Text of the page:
Director, Product Security Programs
Steven has experienced change agent in Medical Device Security, Quality Management Systems, and Lean Six Sigma process improvement. He is a certified Six Sigma Black Belt and Master Black Belt. He has leadership roles in Engineering, Service, Manufacturing. Supply Chain, and Compliance functions.
Steven will be one of the distinguished speakers at the Medical Device Cybersecurity Risk Mitigation Conference.
Why is the Medical Device Cybersecurity Risk Mitigation Conference important to medical device security and manufacturing teams?
Medical device security risk is a growing concern for medical device manufacturers and medical device users. Both manufacturers and Health Delivery Orgs (HDOs) must understand how to assess risk and apply appropriate remediation or mitigations. Manufacturers must recognize that both regulators and customers are very interested in this. Traditional “marketing” approaches no longer work, we must all recognize that security user needs are becoming as important as clinical user needs within devices. Furthermore, the risk goes across several over-lapping risk domains, including patient safety within intended uses, privacy protection, and other risks associated with deliberate malicious misuse. We must learn to assess and address all these types of risks within a holistic security process that is based not on compliance, but on real risk reduction for patients.
How has medical device cybersecurity evolved in the last several years?
I can see several significant changes in medical device cyber security over the last several years. One observation is that medical device security risk view is migrating from a focus on data protection to a focus on patient safety, and this provides further incentive to recognize multiple risk domains within our security risk management processes. Another observation, at a more practical level, is that many Health Delivery Orgs are now including some level of security assessment within their procurement process, and manufactures need to anticipate not only the need to implement security controls within their products, but also the need to provide usable information on security features and risks.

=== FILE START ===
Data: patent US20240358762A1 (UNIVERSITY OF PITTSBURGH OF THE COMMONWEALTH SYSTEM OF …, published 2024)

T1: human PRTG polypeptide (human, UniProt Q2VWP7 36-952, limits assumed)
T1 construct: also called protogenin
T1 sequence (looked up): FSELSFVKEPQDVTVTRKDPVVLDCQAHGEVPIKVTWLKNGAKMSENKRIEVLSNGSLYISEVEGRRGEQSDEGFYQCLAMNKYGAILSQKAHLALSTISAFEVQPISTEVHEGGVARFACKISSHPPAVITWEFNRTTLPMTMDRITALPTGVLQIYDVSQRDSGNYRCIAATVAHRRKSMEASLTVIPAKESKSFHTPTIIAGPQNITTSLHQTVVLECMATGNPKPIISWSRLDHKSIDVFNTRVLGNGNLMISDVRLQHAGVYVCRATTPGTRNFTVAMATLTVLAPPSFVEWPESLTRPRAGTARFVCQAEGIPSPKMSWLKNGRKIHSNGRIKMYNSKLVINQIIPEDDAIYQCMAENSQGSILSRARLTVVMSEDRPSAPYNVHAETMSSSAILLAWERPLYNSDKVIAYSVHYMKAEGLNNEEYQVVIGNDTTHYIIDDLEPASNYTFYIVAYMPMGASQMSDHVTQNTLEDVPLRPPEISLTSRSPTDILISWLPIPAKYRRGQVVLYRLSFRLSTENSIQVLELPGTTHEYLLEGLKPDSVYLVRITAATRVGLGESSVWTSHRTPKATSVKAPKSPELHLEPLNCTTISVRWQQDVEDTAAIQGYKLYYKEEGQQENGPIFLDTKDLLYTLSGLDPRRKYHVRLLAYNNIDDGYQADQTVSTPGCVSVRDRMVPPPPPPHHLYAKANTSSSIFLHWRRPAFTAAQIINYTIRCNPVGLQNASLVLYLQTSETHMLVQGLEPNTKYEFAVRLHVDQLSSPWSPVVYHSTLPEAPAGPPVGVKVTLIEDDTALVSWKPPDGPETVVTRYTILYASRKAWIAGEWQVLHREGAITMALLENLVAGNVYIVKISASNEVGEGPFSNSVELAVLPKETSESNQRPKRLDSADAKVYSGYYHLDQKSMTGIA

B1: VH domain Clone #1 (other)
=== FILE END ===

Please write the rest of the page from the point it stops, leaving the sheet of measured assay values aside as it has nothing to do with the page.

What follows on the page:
How do you see medical device cybersecurity evolving over the next 5-10 years?
I can see several trends in medical device cybersecurity. One is the growth in standards and frameworks. This will be a double-edged sword. On the one side, this will help drive some consistency in security risk management. On the other side, this can drive a compliance-oriented approach which can dilute true risk management. Another trend is growing involvement by regulators, although I am optimistic here since FDA has been very collaborative in looking for an approach that will help drive all manufacturers toward implementing some defined process for security risk management.
Why is this conference important to you as an industry leader?
It is important for the industry, and the health care ecosystem in general, to look for collaborative solutions to security risks. No one entity alone can solve this challenge. The only way the risk will be reduced at the patient-level will be if we do better as an industry. Any opportunity to collaborate, share information, and learn from one another, will help further this goal.